Whirlpool... | Answered on Nov 11, 2017 | 104 views


When you use your self clean feature, your oven heats up to over 800 degrees and this normally takes your electronic computer control board out.

Whirlpool... | Answered on Sep 13, 2017 | 865 views


Ledgestone Technologies has replacement keypads for NO LONGER AVAILABLE Whirlpool and Kitchenaid models. Each one comes with a new ribbon cable and 2 year warranty.
Contact FixYourBoard.com for more information!

512-355-1108 info@fixyourboard.com

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Whirlpool... | Answered on Aug 23, 2017 | 238 views


Hello Sonya,
The E0-F2 error code means that the oven temperature was higher than it's supposed to be. Usually the oven overheats because of a defective oven temperature sensor and the sensor should be checked. 11_3_2011_2_07_54_pm.jpgthis is what the sensor looks like...it is located within the oven chamber(usually in the left side) to check it,it needs to unplugged and using a mulitmeter set to measure ohms,check the sensor to be between 1060-1100 ohms at room temp. if the sensor is way lower/higher that 1060-1100 at room temp the sensor is bad and needs to be replaced, if the sensor is within that range then the control board is the problem.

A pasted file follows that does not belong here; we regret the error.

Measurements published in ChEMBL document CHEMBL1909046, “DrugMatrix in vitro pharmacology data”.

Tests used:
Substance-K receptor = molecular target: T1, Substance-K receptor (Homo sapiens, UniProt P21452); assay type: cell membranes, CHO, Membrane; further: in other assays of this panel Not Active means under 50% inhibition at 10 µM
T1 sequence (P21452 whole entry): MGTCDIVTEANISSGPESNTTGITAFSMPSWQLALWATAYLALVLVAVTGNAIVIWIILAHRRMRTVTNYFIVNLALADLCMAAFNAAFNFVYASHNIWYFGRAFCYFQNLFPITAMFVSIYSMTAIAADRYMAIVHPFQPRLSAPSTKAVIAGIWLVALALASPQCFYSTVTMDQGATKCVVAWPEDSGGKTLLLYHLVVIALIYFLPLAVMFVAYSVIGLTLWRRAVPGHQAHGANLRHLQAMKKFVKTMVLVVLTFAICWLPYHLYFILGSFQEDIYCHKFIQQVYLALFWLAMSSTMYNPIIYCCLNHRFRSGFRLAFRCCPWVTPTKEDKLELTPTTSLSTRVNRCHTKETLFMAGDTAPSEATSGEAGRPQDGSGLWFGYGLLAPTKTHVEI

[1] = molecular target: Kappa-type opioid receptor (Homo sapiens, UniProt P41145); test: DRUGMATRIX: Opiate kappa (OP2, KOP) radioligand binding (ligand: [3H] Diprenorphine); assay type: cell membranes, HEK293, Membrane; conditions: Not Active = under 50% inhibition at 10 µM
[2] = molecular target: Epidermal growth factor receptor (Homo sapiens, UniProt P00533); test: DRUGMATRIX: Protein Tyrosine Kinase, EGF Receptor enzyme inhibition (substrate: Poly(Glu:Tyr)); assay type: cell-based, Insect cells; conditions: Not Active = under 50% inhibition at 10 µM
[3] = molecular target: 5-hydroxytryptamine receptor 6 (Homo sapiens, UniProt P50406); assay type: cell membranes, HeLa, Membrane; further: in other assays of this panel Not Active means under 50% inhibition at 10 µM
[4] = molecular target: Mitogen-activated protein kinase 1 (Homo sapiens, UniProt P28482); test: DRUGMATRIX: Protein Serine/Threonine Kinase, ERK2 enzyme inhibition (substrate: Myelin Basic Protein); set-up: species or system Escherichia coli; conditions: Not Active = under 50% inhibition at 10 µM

GENE

Whirlpool... | Answered on Aug 23, 2017 | 393 views


Good Afternoon! If your Whirlpool oven isn't heating to temperature, and your temperature sensor is reading good, the control board may be the issue. Fixyourboard.com can test and if necessary repair the control board in your oven. We back all control board rebuilds with an industry leading two year warranty. Contact us for more information- info@fixyourboard.com
Thank you!

Whirlpool... | Answered on Jun 06, 2017 | 97 views


change temp control

Whirlpool... | Answered on May 05, 2017 | 212 views


Stove will not turn off CHECK

Temperature Control Thermostat